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Jaimie Seaton

Jaimie has been a journalist and writer for more than 25 years and has lived and worked all over the world. She began her career in Washington, DC, in the press office of the Clinton/Gore Presidential Transition and then went on to the DC bureau of the Sunday Times of London. From there, Jaimie moved to Johannesburg, where she reported for the Sunday Times of London, Newsweek and Independent News & Media — the largest local newspaper group in the country. She was also the founding editor of Africa Focus, a mining journal covering sub-Saharan Africa.

Jaimie’s work has appeared in a wide variety of publications including The Washington Post, The Boston Globe, Newsweek, Business Insider, New York Magazine, Marie Claire, Glamour and O, The Oprah Magazine.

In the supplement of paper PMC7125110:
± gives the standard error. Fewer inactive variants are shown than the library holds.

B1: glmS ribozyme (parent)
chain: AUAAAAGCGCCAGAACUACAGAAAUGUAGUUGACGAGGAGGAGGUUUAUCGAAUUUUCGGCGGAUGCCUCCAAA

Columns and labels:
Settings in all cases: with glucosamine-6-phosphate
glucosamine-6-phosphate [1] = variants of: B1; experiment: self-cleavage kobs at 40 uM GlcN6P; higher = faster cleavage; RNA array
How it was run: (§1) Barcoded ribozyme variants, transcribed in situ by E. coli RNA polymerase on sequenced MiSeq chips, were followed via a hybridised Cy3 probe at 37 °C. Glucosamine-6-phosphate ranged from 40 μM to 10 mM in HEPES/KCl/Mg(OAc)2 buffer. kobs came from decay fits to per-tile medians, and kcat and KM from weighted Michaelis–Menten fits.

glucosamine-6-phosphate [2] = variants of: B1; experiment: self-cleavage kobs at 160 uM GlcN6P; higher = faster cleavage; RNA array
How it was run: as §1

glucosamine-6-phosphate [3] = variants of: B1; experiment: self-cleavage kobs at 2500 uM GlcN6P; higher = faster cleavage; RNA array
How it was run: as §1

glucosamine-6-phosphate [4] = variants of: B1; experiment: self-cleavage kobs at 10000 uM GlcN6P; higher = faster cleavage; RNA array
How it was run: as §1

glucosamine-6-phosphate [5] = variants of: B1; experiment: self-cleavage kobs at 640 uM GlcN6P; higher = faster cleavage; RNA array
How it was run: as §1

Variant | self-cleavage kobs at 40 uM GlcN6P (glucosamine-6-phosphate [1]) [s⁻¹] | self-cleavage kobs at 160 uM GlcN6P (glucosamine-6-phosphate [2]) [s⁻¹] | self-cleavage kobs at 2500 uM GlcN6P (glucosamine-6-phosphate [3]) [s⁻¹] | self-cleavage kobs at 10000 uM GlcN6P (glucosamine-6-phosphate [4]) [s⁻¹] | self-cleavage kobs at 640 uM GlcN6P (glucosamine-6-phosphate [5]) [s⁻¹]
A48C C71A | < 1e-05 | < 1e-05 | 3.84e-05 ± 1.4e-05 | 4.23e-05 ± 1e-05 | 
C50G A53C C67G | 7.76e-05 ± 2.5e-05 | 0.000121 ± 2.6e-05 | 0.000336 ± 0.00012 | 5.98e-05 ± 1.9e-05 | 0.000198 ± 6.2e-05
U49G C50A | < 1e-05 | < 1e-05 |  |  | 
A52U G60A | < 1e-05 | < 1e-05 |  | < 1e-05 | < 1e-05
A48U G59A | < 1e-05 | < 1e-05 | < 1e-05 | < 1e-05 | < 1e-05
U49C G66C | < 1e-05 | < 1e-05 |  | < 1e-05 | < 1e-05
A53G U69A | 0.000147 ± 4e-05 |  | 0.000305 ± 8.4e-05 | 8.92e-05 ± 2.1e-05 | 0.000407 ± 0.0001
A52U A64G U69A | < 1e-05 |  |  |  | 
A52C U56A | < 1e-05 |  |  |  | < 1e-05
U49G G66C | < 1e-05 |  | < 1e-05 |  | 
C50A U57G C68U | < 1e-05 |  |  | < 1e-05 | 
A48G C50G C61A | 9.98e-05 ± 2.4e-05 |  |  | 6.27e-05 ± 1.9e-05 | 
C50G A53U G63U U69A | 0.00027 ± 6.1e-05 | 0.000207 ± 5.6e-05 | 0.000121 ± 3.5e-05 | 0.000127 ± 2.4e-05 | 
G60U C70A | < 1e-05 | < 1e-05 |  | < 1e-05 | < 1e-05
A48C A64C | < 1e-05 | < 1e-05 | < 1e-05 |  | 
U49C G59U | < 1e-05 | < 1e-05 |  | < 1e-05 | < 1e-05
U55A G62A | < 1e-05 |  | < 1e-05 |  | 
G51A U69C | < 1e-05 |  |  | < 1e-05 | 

Jaimie is the mother of two children and lives in New Hampshire. When she's not working, Jaimie enjoys taking long walks with her dog Bailey while listening to books.

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Clinically Speaking: Questions to Ask Your HCP About Cardiovascular Disease

Know the symptoms and risk factors so you can protect your health

Created With Support

Medically reviewed by Nieca Goldberg, M.D.

Heart disease is the leading cause of death among women in the United States, accounting for 1 in 3 deaths. Yet, less than half of women recognize that heart disease is their number one killer. Heart disease — including coronary artery disease, myocardial infarction (also known as heart attack) and heart failure — can result in serious illness and disability and can contribute to cognitive decline as well as decreased quality of life.

HealthyWomen reached out to cardiologist Nieca Goldberg, M.D. to answer questions that will help you be better informed about cardiovascular disease (CVD). Goldberg is the medical director of the Women's Heart Program and senior advisor for women's health strategy at NYU Langone Health and a member of HealthyWomen's Women's Health Advisory Council.

How do I know if I’m at risk for heart disease?